Oregon Teachers of English to Speakers of Other Languages
What is HB 3499?
According to Representative Joe Gallegos, “In Oregon, 34 school districts have a student body population composed of at least 15% English Language Learners (ELL). In many of these school districts, there is a significant achievement gap between English-speaking students and ELL students. Under current Oregon law, school districts receive a 0.5 additional weight per ELL student. However, other than the additional funding weight, little consistency in accountability, curriculum, benchmarks and programmatic standards exist among ELL programs. HB 3499 (-2) addresses three main capacities of ELL policy: Uniform coding & budget transparency, a system of supports & interventions, and long-term strategic development.”
House Bill: https://www.oregon.gov/ode/studentwills-and-family/equity/EngLearners/Documents/ELHouseBill3499.pdf
The benchmarks that will be set can dramatically impact districts, schools, classrooms, teachers and students. It is important to be informed, to speak into best practices for English language learners and advocate for appropriate steps to improve education in Oregon.
Who was involved in the new EL Advisory Group?
The Oregon Department of Education’s website states that, “Having a diverse group of community and district stakeholders is an important part of the Oregon Department of Education’s (ODE) decision-making process and effective implementation of the EL Strategic State Plan. This new group is comprised of district and school administration, teachers, students, parents, and community members.” (2017)
To represent Oregon teachers, ORTESOL Refugee SIG Chair, Susan Kaller was a representative in this important group.
Since joining the ORTESOL board in 2016 she began to attend some state meetings and was asked to continue her work with ODE (Oregon Department of Education) on the EL Strategic Plan. The EL Advisory Group prepared a presentation for the COSA (Confederation of Oregon School Administrators) EL Alliance conference on February 8th, 2018. Susan attended the conference March 7th-9th in Eugene and presented on March 8th.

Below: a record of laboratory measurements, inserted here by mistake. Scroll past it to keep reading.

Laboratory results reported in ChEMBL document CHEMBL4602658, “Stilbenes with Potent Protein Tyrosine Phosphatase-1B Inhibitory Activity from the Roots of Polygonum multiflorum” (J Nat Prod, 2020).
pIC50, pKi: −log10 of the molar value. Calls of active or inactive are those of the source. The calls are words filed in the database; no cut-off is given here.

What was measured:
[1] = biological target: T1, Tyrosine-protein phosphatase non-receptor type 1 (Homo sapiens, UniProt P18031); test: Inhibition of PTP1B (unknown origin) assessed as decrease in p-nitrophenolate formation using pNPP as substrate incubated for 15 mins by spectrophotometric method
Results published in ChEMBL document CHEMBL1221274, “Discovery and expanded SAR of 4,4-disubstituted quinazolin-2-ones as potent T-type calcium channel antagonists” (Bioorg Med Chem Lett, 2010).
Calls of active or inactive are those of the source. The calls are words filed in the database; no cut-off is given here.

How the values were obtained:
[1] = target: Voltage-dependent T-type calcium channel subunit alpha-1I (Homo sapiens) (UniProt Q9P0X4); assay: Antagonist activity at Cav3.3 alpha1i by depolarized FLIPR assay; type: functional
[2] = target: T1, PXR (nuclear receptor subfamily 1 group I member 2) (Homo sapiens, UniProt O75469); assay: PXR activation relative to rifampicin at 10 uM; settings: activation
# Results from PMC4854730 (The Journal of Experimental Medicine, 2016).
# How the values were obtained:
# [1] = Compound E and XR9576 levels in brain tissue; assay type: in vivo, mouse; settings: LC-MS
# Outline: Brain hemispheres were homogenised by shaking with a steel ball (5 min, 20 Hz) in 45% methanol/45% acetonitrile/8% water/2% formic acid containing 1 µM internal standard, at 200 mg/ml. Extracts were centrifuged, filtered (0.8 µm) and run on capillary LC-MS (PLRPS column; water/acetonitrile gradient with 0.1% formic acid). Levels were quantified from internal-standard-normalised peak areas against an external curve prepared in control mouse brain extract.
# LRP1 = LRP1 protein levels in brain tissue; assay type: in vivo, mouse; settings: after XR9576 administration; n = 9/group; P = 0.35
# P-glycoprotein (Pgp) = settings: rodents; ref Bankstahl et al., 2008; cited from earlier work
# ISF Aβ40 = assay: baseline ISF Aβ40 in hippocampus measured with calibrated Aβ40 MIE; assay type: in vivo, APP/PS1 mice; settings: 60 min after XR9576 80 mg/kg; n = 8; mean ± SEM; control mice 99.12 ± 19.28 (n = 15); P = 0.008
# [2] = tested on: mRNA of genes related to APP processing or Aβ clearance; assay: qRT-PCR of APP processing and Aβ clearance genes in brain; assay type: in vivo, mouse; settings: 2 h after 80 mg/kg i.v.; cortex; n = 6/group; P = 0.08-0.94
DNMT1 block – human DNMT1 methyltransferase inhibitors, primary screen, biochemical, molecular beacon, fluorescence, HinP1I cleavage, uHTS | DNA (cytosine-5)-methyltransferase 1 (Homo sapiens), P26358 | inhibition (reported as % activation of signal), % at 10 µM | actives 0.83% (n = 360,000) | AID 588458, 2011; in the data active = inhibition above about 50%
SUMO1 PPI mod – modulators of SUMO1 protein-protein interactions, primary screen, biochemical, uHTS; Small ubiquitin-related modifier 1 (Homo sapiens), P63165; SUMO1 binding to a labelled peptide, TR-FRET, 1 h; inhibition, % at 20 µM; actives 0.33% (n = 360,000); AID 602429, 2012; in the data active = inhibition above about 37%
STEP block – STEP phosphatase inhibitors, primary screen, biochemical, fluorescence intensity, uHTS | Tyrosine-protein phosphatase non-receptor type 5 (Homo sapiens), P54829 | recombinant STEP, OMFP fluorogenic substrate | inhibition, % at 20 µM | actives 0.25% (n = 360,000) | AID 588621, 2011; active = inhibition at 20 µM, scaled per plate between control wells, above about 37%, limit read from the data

Kaller reflected, “The EL Alliance conference was extremely well attended with many sessions, so much so it will likely require a different venue next year. For K-12 ESL teachers and administrators, it has become the big “go to” conference in Oregon. The focus of the conference was on SPED/ESL coordination and newcomers in the classroom. There were 13 sessions per breakout covering everything from instructional strategies, program set up, licensure, professional development, recent legislation and regulation, trauma, understanding and accessing information ODE makes available, and research. Jeff Zwiers of Stanford gave the keynote on ‘authentic communication.’”
Participating in and advocating for English language learners has been a significant part of my role on the board explained Kaller. Throughout the process, the group has made an effort gather feedback from as many as possible in state board of education for approval.
What can you do to advocate for English language learners and teachers?
1) Educate yourself and clarify the issue.
2) Attend a public meeting.
3) Continue to understand rights and policies for ELLs.
4) Identify who your allies are.
5) Organize and educate others.
6) Identify your outlets for change. Consider asking the following questions:
a) What can I do in my classroom?
b) What can I do in my school?
c) What can I do in my district?
d) What can I do in my community?
e) How can I collaborate with other non-school-based communities?
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